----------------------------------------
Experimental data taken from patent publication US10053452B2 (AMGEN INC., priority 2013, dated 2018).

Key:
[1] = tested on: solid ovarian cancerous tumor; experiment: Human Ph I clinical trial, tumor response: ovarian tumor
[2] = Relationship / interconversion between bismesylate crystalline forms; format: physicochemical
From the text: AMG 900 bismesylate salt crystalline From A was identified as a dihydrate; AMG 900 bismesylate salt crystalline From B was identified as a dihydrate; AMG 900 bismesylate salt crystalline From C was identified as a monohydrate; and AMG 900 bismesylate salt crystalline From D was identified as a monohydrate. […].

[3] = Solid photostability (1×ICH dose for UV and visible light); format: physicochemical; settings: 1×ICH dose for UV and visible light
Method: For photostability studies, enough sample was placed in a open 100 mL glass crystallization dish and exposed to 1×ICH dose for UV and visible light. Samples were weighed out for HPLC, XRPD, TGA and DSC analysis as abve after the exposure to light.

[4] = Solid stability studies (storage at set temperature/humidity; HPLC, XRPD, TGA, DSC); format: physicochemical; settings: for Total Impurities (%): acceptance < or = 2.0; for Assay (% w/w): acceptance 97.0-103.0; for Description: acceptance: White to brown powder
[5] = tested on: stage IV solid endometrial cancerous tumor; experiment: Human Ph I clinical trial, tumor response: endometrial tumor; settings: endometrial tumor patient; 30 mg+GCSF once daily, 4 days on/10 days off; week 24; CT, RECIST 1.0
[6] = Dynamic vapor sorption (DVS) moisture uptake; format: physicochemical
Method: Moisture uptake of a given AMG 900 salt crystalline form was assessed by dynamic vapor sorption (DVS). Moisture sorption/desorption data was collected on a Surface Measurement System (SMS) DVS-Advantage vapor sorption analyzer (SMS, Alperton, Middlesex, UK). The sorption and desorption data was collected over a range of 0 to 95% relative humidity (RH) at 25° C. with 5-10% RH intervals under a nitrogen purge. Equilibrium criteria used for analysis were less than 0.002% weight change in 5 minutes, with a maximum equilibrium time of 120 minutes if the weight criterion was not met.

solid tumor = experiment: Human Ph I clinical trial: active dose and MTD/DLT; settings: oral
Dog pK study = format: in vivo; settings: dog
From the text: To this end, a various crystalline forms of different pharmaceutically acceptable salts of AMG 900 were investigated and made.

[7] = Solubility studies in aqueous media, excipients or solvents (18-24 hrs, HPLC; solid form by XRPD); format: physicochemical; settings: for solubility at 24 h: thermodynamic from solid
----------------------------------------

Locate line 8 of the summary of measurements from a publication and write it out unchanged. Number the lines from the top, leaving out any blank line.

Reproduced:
[4] = Solid stability studies (storage at set temperature/humidity; HPLC, XRPD, TGA, DSC); format: physicochemical; settings: for Total Impurities (%): acceptance < or = 2.0; for Assay (% w/w): acceptance 97.0-103.0; for Description: acceptance: White to brown powder